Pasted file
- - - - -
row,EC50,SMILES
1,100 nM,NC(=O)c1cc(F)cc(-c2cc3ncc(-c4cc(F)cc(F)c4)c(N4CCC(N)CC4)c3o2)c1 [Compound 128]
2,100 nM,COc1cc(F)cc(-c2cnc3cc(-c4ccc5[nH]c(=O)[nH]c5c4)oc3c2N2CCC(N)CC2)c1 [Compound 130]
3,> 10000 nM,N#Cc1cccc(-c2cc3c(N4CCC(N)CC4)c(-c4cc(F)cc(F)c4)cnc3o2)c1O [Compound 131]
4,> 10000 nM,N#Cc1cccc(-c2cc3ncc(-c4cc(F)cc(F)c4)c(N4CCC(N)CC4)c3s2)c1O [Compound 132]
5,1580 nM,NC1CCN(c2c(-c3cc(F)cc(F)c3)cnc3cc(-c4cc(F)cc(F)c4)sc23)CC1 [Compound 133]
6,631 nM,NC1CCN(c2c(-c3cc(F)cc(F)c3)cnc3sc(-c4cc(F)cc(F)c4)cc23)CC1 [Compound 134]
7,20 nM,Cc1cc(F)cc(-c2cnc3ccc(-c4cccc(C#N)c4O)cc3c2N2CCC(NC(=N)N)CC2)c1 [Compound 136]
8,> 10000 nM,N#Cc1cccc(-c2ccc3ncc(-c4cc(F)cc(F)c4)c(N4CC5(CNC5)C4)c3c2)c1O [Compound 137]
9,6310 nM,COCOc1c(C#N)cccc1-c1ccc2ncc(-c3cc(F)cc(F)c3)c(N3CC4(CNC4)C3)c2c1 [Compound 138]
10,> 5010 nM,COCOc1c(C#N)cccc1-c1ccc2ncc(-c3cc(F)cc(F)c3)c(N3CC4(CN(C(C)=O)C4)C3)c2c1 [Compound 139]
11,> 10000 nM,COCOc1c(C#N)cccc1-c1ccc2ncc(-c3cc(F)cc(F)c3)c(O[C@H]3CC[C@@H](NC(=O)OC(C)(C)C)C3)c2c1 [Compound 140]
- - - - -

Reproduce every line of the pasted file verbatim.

row,EC50,SMILES
1,100 nM,NC(=O)c1cc(F)cc(-c2cc3ncc(-c4cc(F)cc(F)c4)c(N4CCC(N)CC4)c3o2)c1 [Compound 128]
2,100 nM,COc1cc(F)cc(-c2cnc3cc(-c4ccc5[nH]c(=O)[nH]c5c4)oc3c2N2CCC(N)CC2)c1 [Compound 130]
3,> 10000 nM,N#Cc1cccc(-c2cc3c(N4CCC(N)CC4)c(-c4cc(F)cc(F)c4)cnc3o2)c1O [Compound 131]
4,> 10000 nM,N#Cc1cccc(-c2cc3ncc(-c4cc(F)cc(F)c4)c(N4CCC(N)CC4)c3s2)c1O [Compound 132]
5,1580 nM,NC1CCN(c2c(-c3cc(F)cc(F)c3)cnc3cc(-c4cc(F)cc(F)c4)sc23)CC1 [Compound 133]
6,631 nM,NC1CCN(c2c(-c3cc(F)cc(F)c3)cnc3sc(-c4cc(F)cc(F)c4)cc23)CC1 [Compound 134]
7,20 nM,Cc1cc(F)cc(-c2cnc3ccc(-c4cccc(C#N)c4O)cc3c2N2CCC(NC(=N)N)CC2)c1 [Compound 136]
8,> 10000 nM,N#Cc1cccc(-c2ccc3ncc(-c4cc(F)cc(F)c4)c(N4CC5(CNC5)C4)c3c2)c1O [Compound 137]
9,6310 nM,COCOc1c(C#N)cccc1-c1ccc2ncc(-c3cc(F)cc(F)c3)c(N3CC4(CNC4)C3)c2c1 [Compound 138]
10,> 5010 nM,COCOc1c(C#N)cccc1-c1ccc2ncc(-c3cc(F)cc(F)c3)c(N3CC4(CN(C(C)=O)C4)C3)c2c1 [Compound 139]
11,> 10000 nM,COCOc1c(C#N)cccc1-c1ccc2ncc(-c3cc(F)cc(F)c3)c(O[C@H]3CC[C@@H](NC(=O)OC(C)(C)C)C3)c2c1 [Compound 140]